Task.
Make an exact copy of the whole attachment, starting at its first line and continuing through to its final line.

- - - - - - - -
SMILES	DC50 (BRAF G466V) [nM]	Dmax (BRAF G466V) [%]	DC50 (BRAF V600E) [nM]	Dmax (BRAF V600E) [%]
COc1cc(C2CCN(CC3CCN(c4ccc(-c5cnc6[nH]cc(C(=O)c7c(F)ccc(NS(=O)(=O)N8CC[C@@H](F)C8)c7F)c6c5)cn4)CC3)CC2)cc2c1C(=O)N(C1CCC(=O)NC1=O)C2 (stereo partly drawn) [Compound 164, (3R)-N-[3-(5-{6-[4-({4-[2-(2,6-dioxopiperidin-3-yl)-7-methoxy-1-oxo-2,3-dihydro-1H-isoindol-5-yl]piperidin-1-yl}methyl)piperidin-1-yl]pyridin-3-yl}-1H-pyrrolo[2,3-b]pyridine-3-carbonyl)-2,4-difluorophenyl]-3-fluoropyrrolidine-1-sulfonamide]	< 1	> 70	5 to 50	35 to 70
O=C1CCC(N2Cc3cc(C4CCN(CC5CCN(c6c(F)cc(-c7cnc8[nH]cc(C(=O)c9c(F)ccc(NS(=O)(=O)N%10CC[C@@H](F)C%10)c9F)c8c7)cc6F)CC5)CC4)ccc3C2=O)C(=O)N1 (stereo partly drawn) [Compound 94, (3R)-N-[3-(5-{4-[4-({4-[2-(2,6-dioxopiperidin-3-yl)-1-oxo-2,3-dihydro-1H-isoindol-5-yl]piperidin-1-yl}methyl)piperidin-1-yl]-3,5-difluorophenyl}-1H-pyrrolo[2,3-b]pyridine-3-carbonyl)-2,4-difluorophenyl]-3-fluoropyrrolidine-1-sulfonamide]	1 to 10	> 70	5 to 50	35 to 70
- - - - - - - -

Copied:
SMILES	DC50 (BRAF G466V) [nM]	Dmax (BRAF G466V) [%]	DC50 (BRAF V600E) [nM]	Dmax (BRAF V600E) [%]
COc1cc(C2CCN(CC3CCN(c4ccc(-c5cnc6[nH]cc(C(=O)c7c(F)ccc(NS(=O)(=O)N8CC[C@@H](F)C8)c7F)c6c5)cn4)CC3)CC2)cc2c1C(=O)N(C1CCC(=O)NC1=O)C2 (stereo partly drawn) [Compound 164, (3R)-N-[3-(5-{6-[4-({4-[2-(2,6-dioxopiperidin-3-yl)-7-methoxy-1-oxo-2,3-dihydro-1H-isoindol-5-yl]piperidin-1-yl}methyl)piperidin-1-yl]pyridin-3-yl}-1H-pyrrolo[2,3-b]pyridine-3-carbonyl)-2,4-difluorophenyl]-3-fluoropyrrolidine-1-sulfonamide]	< 1	> 70	5 to 50	35 to 70
O=C1CCC(N2Cc3cc(C4CCN(CC5CCN(c6c(F)cc(-c7cnc8[nH]cc(C(=O)c9c(F)ccc(NS(=O)(=O)N%10CC[C@@H](F)C%10)c9F)c8c7)cc6F)CC5)CC4)ccc3C2=O)C(=O)N1 (stereo partly drawn) [Compound 94, (3R)-N-[3-(5-{4-[4-({4-[2-(2,6-dioxopiperidin-3-yl)-1-oxo-2,3-dihydro-1H-isoindol-5-yl]piperidin-1-yl}methyl)piperidin-1-yl]-3,5-difluorophenyl}-1H-pyrrolo[2,3-b]pyridine-3-carbonyl)-2,4-difluorophenyl]-3-fluoropyrrolidine-1-sulfonamide]	1 to 10	> 70	5 to 50	35 to 70